The inmate, aged under 40, was exposed to infected poultry while working at a processing plant in Montrose County as part of a work-release programme, state health authorities say.
He had recovered after experiencing mild symptoms including fatigue, and had been isolated from other prisoners and treated with the antiviral drug oseltamivir, they added.
No other cases have been detected, and Colorado officials say the risk to the public is low, as human-to-human transmission of the H5N1 avian flu is rare.
“We want to reassure Coloradans that the risk to them is low,” said Dr Rachel Herlihy, a state epidemiologist the Colorado Department of Public Health and Environment (CDPH).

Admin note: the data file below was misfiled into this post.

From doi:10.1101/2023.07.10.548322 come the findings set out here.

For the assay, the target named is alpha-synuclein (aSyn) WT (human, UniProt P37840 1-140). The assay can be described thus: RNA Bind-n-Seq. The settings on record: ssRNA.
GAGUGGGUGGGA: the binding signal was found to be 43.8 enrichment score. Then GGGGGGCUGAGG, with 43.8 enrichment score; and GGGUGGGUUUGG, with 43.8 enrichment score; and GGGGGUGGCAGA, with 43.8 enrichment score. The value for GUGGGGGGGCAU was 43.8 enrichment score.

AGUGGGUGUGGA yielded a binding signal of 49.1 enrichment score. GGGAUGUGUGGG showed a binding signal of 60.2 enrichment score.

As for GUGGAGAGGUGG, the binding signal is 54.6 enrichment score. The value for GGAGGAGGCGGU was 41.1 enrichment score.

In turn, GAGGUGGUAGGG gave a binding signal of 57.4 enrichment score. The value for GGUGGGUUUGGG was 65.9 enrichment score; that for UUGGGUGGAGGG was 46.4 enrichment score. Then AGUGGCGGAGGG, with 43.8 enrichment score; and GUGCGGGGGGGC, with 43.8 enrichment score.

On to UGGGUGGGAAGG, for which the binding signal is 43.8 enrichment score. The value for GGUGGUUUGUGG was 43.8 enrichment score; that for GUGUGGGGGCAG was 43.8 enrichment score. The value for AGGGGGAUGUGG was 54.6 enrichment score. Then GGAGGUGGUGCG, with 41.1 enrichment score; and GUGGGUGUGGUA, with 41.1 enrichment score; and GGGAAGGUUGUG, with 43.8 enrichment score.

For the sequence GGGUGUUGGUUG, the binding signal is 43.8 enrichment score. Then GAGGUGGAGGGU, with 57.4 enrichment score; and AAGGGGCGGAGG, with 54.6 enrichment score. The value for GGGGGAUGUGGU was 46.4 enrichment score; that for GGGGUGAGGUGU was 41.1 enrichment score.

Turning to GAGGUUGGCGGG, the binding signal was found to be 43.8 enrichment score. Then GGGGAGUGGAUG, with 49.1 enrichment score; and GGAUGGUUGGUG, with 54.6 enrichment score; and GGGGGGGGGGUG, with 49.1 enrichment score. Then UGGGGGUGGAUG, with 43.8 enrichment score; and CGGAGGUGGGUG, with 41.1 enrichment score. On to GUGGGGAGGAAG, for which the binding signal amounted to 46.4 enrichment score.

The infected poultry had been “euthanised and disposed of,” the CDPH said.
While human infections of the H5 viruses are rare, direct exposure to infected birds increases the risk, the CDPH added.
It was only the second known case of bird flu in humans linked to a recent strain that was first detected in the United Kingom in January, and the first case in the United States, the US Centers for Disease Control and Prevention said.
Public health officials warned people should avoid contact with poultry that appear to be ill or are dead, and avoid contact with surfaces that appear to be contaminated with faeces from wild or domestic birds.
Climate experts have warned that global warming could increase the risk of outbreaks of infectious animal-to-human diseases.